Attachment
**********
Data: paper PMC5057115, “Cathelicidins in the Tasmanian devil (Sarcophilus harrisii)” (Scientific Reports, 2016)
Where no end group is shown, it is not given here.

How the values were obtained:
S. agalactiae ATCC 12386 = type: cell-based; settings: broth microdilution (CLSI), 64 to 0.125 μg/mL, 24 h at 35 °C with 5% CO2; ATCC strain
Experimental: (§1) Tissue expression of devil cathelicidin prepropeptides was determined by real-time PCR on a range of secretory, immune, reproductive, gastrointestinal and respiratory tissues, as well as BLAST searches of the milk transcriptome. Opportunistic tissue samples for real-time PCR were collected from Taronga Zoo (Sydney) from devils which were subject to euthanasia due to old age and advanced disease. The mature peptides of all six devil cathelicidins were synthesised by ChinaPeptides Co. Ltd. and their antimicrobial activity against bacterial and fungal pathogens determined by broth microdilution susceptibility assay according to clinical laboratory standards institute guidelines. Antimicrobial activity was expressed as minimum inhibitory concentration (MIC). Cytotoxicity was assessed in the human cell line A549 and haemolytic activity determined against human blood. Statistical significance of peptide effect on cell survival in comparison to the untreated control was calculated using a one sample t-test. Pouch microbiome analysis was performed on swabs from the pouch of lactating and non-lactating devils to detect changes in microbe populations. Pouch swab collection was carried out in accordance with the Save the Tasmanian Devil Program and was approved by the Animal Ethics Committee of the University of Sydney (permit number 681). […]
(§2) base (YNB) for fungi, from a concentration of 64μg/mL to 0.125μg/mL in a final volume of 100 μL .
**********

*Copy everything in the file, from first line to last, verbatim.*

Data: paper PMC5057115, “Cathelicidins in the Tasmanian devil (Sarcophilus harrisii)” (Scientific Reports, 2016)
Where no end group is shown, it is not given here.

How the values were obtained:
S. agalactiae ATCC 12386 = type: cell-based; settings: broth microdilution (CLSI), 64 to 0.125 μg/mL, 24 h at 35 °C with 5% CO2; ATCC strain
Experimental: (§1) Tissue expression of devil cathelicidin prepropeptides was determined by real-time PCR on a range of secretory, immune, reproductive, gastrointestinal and respiratory tissues, as well as BLAST searches of the milk transcriptome. Opportunistic tissue samples for real-time PCR were collected from Taronga Zoo (Sydney) from devils which were subject to euthanasia due to old age and advanced disease. The mature peptides of all six devil cathelicidins were synthesised by ChinaPeptides Co. Ltd. and their antimicrobial activity against bacterial and fungal pathogens determined by broth microdilution susceptibility assay according to clinical laboratory standards institute guidelines. Antimicrobial activity was expressed as minimum inhibitory concentration (MIC). Cytotoxicity was assessed in the human cell line A549 and haemolytic activity determined against human blood. Statistical significance of peptide effect on cell survival in comparison to the untreated control was calculated using a one sample t-test. Pouch microbiome analysis was performed on swabs from the pouch of lactating and non-lactating devils to detect changes in microbe populations. Pouch swab collection was carried out in accordance with the Save the Tasmanian Devil Program and was approved by the Animal Ethics Committee of the University of Sydney (permit number 681). […]
(§2) base (YNB) for fungi, from a concentration of 64μg/mL to 0.125μg/mL in a final volume of 100 μL .